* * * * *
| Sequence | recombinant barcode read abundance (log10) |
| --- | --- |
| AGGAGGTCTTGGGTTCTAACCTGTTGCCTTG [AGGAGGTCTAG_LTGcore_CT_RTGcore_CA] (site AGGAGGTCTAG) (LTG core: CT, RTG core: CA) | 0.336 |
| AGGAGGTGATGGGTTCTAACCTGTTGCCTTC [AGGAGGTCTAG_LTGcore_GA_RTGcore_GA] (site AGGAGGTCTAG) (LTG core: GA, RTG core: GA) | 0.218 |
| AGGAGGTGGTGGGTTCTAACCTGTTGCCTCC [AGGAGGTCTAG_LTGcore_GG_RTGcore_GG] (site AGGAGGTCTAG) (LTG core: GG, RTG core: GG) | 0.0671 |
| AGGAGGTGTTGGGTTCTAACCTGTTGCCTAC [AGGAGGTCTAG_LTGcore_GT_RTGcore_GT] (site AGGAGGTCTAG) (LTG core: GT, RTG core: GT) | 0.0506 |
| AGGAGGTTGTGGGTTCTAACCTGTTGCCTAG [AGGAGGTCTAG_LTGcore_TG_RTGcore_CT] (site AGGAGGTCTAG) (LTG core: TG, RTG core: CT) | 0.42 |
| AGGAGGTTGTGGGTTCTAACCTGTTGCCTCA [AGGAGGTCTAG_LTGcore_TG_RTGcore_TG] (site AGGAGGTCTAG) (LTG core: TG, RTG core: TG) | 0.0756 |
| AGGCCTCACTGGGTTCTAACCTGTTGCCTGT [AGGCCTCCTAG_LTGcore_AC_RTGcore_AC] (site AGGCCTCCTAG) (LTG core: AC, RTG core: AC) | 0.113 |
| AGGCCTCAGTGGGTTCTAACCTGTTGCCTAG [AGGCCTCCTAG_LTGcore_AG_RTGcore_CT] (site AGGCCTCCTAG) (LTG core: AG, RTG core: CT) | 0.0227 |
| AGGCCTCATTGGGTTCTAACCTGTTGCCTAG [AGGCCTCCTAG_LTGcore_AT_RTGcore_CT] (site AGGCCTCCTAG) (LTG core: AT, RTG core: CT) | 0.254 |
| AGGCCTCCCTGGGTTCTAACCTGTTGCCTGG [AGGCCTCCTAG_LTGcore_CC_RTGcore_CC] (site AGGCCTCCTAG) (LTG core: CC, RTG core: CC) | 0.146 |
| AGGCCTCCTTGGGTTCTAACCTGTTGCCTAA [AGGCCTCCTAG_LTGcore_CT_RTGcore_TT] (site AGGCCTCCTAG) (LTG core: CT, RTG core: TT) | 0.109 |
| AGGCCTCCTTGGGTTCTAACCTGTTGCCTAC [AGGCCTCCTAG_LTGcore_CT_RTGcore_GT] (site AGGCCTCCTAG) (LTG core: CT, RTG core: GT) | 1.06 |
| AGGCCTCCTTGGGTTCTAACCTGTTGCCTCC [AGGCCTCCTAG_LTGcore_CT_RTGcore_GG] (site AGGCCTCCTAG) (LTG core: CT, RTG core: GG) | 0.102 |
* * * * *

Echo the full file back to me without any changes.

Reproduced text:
| Sequence | recombinant barcode read abundance (log10) |
| --- | --- |
| AGGAGGTCTTGGGTTCTAACCTGTTGCCTTG [AGGAGGTCTAG_LTGcore_CT_RTGcore_CA] (site AGGAGGTCTAG) (LTG core: CT, RTG core: CA) | 0.336 |
| AGGAGGTGATGGGTTCTAACCTGTTGCCTTC [AGGAGGTCTAG_LTGcore_GA_RTGcore_GA] (site AGGAGGTCTAG) (LTG core: GA, RTG core: GA) | 0.218 |
| AGGAGGTGGTGGGTTCTAACCTGTTGCCTCC [AGGAGGTCTAG_LTGcore_GG_RTGcore_GG] (site AGGAGGTCTAG) (LTG core: GG, RTG core: GG) | 0.0671 |
| AGGAGGTGTTGGGTTCTAACCTGTTGCCTAC [AGGAGGTCTAG_LTGcore_GT_RTGcore_GT] (site AGGAGGTCTAG) (LTG core: GT, RTG core: GT) | 0.0506 |
| AGGAGGTTGTGGGTTCTAACCTGTTGCCTAG [AGGAGGTCTAG_LTGcore_TG_RTGcore_CT] (site AGGAGGTCTAG) (LTG core: TG, RTG core: CT) | 0.42 |
| AGGAGGTTGTGGGTTCTAACCTGTTGCCTCA [AGGAGGTCTAG_LTGcore_TG_RTGcore_TG] (site AGGAGGTCTAG) (LTG core: TG, RTG core: TG) | 0.0756 |
| AGGCCTCACTGGGTTCTAACCTGTTGCCTGT [AGGCCTCCTAG_LTGcore_AC_RTGcore_AC] (site AGGCCTCCTAG) (LTG core: AC, RTG core: AC) | 0.113 |
| AGGCCTCAGTGGGTTCTAACCTGTTGCCTAG [AGGCCTCCTAG_LTGcore_AG_RTGcore_CT] (site AGGCCTCCTAG) (LTG core: AG, RTG core: CT) | 0.0227 |
| AGGCCTCATTGGGTTCTAACCTGTTGCCTAG [AGGCCTCCTAG_LTGcore_AT_RTGcore_CT] (site AGGCCTCCTAG) (LTG core: AT, RTG core: CT) | 0.254 |
| AGGCCTCCCTGGGTTCTAACCTGTTGCCTGG [AGGCCTCCTAG_LTGcore_CC_RTGcore_CC] (site AGGCCTCCTAG) (LTG core: CC, RTG core: CC) | 0.146 |
| AGGCCTCCTTGGGTTCTAACCTGTTGCCTAA [AGGCCTCCTAG_LTGcore_CT_RTGcore_TT] (site AGGCCTCCTAG) (LTG core: CT, RTG core: TT) | 0.109 |
| AGGCCTCCTTGGGTTCTAACCTGTTGCCTAC [AGGCCTCCTAG_LTGcore_CT_RTGcore_GT] (site AGGCCTCCTAG) (LTG core: CT, RTG core: GT) | 1.06 |
| AGGCCTCCTTGGGTTCTAACCTGTTGCCTCC [AGGCCTCCTAG_LTGcore_CT_RTGcore_GG] (site AGGCCTCCTAG) (LTG core: CT, RTG core: GG) | 0.102 |